I may not be remembering the original steering sheave arrangement properly. Now you mention it, left and right sheaves on brackets sounds familiar. And I remember the cables coming in at an angle I did't like; sheaves too far forward maybe. It was a loooong time ago.
I think maybe I picked up a used yacht specialties or edson sheave box. As I recall, I've got more rudder articulation than with the original fiberglass bump-stops out beside the quad. Picture a ~1-1/4" dia pin hanging down inside quadrant to limit travel. It's about as much articulation as possible without interference problems on the rudder skeg and I'm real happy with the turning radius.
For the A/P, I looked at adding its own tiller, but maybe had trouble finding the right one, and maybe there's not enough keyway on the shaft for both? Anyway, couldn't come up with a good tiller solution, so I bolted an AL plate to the top of the quad and that freed me up to set my own A/P tiller length, so that rudder articulation is limited by steering stop (big pin), not the A/P. I'll be down by the boat tomorrow and maybe can take some pictures of it.
On the rudder, I had problems with the gland leaking, so in the course of messing with that (gotta remove quad and key first) I discovered that it has a really small bronze bearing inside. And my top bearing was a complete joke, only secured to the fiberglass with 4x #10 bronze screws. Yeah, it moved around a LOT underway. So I made some big delrin bearings; one just a 4" long sleeve and one with a big flange. Put the sleeve in the gland and repacked, and fiberglassed the flanged one in where the little top bearing used to be. And reinforced that upper well that the bearing sits in.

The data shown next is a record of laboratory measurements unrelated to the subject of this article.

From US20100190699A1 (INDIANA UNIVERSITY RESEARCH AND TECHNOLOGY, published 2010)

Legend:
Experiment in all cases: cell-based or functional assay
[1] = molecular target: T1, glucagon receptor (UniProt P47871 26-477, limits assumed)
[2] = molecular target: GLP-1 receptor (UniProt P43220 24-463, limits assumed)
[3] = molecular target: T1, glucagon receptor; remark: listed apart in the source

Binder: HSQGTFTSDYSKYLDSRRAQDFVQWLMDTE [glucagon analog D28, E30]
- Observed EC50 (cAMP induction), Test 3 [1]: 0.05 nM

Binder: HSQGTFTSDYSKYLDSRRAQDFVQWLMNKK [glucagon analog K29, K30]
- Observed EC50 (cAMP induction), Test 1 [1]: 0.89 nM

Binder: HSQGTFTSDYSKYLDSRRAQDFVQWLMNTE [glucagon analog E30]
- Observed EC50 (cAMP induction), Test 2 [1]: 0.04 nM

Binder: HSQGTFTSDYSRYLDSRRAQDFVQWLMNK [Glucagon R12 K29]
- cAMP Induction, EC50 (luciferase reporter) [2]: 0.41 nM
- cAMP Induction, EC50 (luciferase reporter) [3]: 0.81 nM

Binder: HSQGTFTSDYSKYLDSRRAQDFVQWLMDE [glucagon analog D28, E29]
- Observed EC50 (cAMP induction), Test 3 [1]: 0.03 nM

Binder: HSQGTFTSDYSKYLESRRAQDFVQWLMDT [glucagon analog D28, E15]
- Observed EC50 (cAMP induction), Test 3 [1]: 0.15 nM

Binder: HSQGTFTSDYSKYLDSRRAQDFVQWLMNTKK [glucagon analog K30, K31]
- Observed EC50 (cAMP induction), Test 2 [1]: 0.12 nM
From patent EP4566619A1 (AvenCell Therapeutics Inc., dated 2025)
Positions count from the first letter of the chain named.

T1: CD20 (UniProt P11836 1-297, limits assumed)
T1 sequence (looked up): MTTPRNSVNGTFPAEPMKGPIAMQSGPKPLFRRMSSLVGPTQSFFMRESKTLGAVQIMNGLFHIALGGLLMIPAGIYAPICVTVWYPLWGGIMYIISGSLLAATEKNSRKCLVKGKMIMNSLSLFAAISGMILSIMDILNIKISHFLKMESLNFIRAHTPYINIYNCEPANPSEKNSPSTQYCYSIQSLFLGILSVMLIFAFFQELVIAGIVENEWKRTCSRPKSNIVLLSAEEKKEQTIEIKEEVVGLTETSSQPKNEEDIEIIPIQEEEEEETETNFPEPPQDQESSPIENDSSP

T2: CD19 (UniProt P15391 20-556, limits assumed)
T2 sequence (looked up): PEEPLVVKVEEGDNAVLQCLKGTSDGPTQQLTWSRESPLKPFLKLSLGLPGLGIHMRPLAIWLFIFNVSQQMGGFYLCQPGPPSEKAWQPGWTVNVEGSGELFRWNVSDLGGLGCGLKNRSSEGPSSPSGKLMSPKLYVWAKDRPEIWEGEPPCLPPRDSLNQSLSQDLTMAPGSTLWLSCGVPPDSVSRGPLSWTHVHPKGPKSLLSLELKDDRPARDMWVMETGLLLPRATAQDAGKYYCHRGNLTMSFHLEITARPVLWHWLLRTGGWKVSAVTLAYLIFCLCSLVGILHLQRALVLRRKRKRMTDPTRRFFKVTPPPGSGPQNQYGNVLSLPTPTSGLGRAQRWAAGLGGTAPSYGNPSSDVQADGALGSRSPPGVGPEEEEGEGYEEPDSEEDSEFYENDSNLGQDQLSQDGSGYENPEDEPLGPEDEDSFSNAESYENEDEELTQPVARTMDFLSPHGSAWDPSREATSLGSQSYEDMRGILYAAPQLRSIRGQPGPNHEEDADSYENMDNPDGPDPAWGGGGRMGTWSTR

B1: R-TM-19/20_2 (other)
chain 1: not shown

Inside the rudder was a much worse story. It was all full of water, so I took it apart and found that the beefy 3" stainless stock extends down into the rudder only about 6 inches!!!!!!
The design specifies 24" as I recall, but in mine, the rudder armature was just butted and welded up against the bottom of the stainless stock. It's probably a good thing that the upper bearing was wallowing around and letting the skeg take most of the load, or else the rudder probably would have fatigued itself in two and fallen off the boat. I've got some old pictures of that somewhere. I don't know if they were all like that, but mine was not build to spec (hull #16) and it was a shock to M Kaufmann.
Sure, I'll see what I can do about the drawings. Probably take a couple weeks to get around to it though.